The Supreme Court reasoned that although construing a patent claim is much like construing other written instruments, which often present questions of law where the words in those instruments are used in their ordinary meaning, if a written instrument uses “technical words or phrases not commonly understood”, those words may give rise to a factual dispute. [5-6] There, extrinsic evidence going towards a “usage of trade or locality” could help resolve a matter of fact, which must be reviewed on a standard of clear error.  Thus, while ultimate claim construction is a question of law,  claim construction is a practice with “evidentiary underpinnings” which may require resolving subsidiary factual disputes which are reviewed on a clearly erroneous standard. 
The Supreme Court also thought it to be practically important in patent law that the clear error standard be applied, since patent law is “a field where so much depends upon familiarity with specific scientific problems and principles”, which a trial judge would have a comparatively greater ability to gain a familiarity with than an appellate court. 
The Supreme Court then explained in more detail how the rule must be applied when reviewing subsidiary factfinding in patent claim construction.  Firstly, where the district court reviews only evidence intrinsic to the patent, the judge’s determination is solely a determination of law, and the court of appeals will review that construction de novo. [11-12] However, where the district court needs to consult extrinsic evidence in order to understand, for example, the background science or the meaning of a term in the relevant art during the relevant time period, and where those subsidiary facts are in dispute, the district court will need to make subsidiary factual findings about that extrinsic evidence.  This subsidiary factfinding must be reviewed for clear error on appeal.  To overturn the judge’s resolution of an underlying factual dispute, the appellate court must find that the judge, in respect to those factual findings, has made a clear error.  The ultimate construction of the claim, however, is a legal conclusion that the appellate court must review de novo.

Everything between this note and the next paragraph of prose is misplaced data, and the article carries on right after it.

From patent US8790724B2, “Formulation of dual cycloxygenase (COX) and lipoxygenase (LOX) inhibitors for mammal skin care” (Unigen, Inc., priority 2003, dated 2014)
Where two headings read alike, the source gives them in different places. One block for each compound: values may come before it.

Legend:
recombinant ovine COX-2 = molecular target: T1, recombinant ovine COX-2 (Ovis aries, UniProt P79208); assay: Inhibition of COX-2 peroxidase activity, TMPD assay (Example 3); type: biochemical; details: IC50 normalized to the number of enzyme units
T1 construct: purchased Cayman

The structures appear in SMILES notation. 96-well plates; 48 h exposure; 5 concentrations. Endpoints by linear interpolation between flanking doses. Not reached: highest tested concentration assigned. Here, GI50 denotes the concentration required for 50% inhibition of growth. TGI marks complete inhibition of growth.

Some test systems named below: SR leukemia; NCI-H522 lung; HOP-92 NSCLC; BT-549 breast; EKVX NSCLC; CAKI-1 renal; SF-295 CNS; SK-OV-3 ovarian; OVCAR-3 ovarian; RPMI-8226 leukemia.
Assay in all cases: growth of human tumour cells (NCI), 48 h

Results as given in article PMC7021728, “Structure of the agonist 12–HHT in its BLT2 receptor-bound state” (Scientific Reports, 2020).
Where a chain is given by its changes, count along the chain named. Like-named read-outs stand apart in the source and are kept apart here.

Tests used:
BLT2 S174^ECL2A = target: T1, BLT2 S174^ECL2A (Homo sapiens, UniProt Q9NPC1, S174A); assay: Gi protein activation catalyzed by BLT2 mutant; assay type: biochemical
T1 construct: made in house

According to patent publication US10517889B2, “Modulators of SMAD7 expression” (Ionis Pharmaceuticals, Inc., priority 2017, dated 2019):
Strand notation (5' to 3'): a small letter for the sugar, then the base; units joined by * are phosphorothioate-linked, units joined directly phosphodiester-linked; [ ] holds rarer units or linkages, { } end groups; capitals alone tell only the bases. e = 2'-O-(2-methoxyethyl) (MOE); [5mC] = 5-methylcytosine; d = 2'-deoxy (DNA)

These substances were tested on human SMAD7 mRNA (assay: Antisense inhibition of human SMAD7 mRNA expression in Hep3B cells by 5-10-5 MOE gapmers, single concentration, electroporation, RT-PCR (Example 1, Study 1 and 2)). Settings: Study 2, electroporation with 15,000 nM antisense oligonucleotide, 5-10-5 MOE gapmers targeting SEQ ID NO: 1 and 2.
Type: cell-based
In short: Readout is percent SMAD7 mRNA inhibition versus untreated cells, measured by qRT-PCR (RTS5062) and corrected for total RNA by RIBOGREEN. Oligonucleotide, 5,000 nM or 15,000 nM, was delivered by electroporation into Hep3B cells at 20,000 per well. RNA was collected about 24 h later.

Application to the Case
In this case, the District Court judge made a factual finding when he chose the expert evidence of Teva over that of Sandoz to come to a conclusion as to how a skilled artisan would understand the term “molecular weight” in relation to the particular figure in the patent that showed the varying molecular weights of the molecules in the Copaxone mix.  Based on that factual finding, the District Court made a legal conclusion that the figure did not undermine Teva’s understanding of the term “molecular weight”.  When the CAFC reversed and came to the opposite conclusion on that factual finding, it failed to find that the District Court’s contrary determination was clearly erroneous.  In failing to do so, the CAFC erred. 
The Dissent’s View that Claim Construction does not Involve Questions of Fact
Justice Thomas and Justice Alito dissented on the view that claim construction does not involve findings of fact. [1, Dissent] More specifically, their view is that the skilled artisan inquiry in claim construction more closely resembles determinations categorized as “conclusions of law” than “findings of fact”, thus falling outside the scope of Federal Rule of Civil Procedure 52(a)(6) and therefore subject to de novo review.